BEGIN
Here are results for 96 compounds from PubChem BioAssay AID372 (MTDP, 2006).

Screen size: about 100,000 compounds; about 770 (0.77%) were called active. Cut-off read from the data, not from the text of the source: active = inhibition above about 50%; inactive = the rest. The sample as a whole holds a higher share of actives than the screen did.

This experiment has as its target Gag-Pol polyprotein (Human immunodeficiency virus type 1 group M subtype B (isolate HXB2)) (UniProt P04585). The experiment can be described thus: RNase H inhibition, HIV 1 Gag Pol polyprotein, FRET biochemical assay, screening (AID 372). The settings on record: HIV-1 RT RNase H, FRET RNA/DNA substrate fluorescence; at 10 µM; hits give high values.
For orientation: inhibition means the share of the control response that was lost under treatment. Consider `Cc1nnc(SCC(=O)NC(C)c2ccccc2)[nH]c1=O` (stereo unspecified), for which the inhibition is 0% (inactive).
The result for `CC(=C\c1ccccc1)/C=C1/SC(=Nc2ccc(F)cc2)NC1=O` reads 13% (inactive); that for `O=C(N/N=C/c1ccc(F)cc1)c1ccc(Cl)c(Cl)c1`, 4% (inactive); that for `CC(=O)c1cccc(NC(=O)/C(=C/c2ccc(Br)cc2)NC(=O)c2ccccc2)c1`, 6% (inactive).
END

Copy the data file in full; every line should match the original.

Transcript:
Here are results for 96 compounds from PubChem BioAssay AID372 (MTDP, 2006).

Screen size: about 100,000 compounds; about 770 (0.77%) were called active. Cut-off read from the data, not from the text of the source: active = inhibition above about 50%; inactive = the rest. The sample as a whole holds a higher share of actives than the screen did.

This experiment has as its target Gag-Pol polyprotein (Human immunodeficiency virus type 1 group M subtype B (isolate HXB2)) (UniProt P04585). The experiment can be described thus: RNase H inhibition, HIV 1 Gag Pol polyprotein, FRET biochemical assay, screening (AID 372). The settings on record: HIV-1 RT RNase H, FRET RNA/DNA substrate fluorescence; at 10 µM; hits give high values.
For orientation: inhibition means the share of the control response that was lost under treatment. Consider `Cc1nnc(SCC(=O)NC(C)c2ccccc2)[nH]c1=O` (stereo unspecified), for which the inhibition is 0% (inactive).
The result for `CC(=C\c1ccccc1)/C=C1/SC(=Nc2ccc(F)cc2)NC1=O` reads 13% (inactive); that for `O=C(N/N=C/c1ccc(F)cc1)c1ccc(Cl)c(Cl)c1`, 4% (inactive); that for `CC(=O)c1cccc(NC(=O)/C(=C/c2ccc(Br)cc2)NC(=O)c2ccccc2)c1`, 6% (inactive).